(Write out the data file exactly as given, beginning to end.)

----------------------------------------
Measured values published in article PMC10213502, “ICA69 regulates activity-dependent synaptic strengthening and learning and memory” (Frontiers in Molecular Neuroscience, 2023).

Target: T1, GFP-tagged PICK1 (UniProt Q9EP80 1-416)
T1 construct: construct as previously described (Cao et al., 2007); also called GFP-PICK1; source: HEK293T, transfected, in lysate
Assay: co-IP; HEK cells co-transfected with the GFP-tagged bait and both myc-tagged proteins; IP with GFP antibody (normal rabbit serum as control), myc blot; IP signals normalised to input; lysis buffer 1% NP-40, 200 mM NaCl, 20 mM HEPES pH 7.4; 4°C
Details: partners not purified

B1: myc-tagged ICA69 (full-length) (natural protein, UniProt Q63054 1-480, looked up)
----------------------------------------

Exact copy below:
Measured values published in article PMC10213502, “ICA69 regulates activity-dependent synaptic strengthening and learning and memory” (Frontiers in Molecular Neuroscience, 2023).

Target: T1, GFP-tagged PICK1 (UniProt Q9EP80 1-416)
T1 construct: construct as previously described (Cao et al., 2007); also called GFP-PICK1; source: HEK293T, transfected, in lysate
Assay: co-IP; HEK cells co-transfected with the GFP-tagged bait and both myc-tagged proteins; IP with GFP antibody (normal rabbit serum as control), myc blot; IP signals normalised to input; lysis buffer 1% NP-40, 200 mM NaCl, 20 mM HEPES pH 7.4; 4°C
Details: partners not purified

B1: myc-tagged ICA69 (full-length) (natural protein, UniProt Q63054 1-480, looked up)